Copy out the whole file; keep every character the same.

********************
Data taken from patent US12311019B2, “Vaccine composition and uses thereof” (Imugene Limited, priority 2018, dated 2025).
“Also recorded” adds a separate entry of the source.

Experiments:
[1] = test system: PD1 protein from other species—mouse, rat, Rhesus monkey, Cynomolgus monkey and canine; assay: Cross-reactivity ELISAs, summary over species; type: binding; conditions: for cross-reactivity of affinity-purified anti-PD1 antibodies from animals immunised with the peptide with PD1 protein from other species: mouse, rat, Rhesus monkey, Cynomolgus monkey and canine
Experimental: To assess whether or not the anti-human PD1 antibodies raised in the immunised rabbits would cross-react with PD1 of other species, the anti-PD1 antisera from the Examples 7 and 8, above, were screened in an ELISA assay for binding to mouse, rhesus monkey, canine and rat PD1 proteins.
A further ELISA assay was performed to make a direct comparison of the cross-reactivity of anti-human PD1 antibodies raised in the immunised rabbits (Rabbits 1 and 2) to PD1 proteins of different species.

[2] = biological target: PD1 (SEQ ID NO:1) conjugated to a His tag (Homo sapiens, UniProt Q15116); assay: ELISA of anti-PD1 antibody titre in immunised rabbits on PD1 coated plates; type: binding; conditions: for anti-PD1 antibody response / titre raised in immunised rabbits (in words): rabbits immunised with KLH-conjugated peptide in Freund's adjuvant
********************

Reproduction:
Data taken from patent US12311019B2, “Vaccine composition and uses thereof” (Imugene Limited, priority 2018, dated 2025).
“Also recorded” adds a separate entry of the source.

Experiments:
[1] = test system: PD1 protein from other species—mouse, rat, Rhesus monkey, Cynomolgus monkey and canine; assay: Cross-reactivity ELISAs, summary over species; type: binding; conditions: for cross-reactivity of affinity-purified anti-PD1 antibodies from animals immunised with the peptide with PD1 protein from other species: mouse, rat, Rhesus monkey, Cynomolgus monkey and canine
Experimental: To assess whether or not the anti-human PD1 antibodies raised in the immunised rabbits would cross-react with PD1 of other species, the anti-PD1 antisera from the Examples 7 and 8, above, were screened in an ELISA assay for binding to mouse, rhesus monkey, canine and rat PD1 proteins.
A further ELISA assay was performed to make a direct comparison of the cross-reactivity of anti-human PD1 antibodies raised in the immunised rabbits (Rabbits 1 and 2) to PD1 proteins of different species.

[2] = biological target: PD1 (SEQ ID NO:1) conjugated to a His tag (Homo sapiens, UniProt Q15116); assay: ELISA of anti-PD1 antibody titre in immunised rabbits on PD1 coated plates; type: binding; conditions: for anti-PD1 antibody response / titre raised in immunised rabbits (in words): rabbits immunised with KLH-conjugated peptide in Freund's adjuvant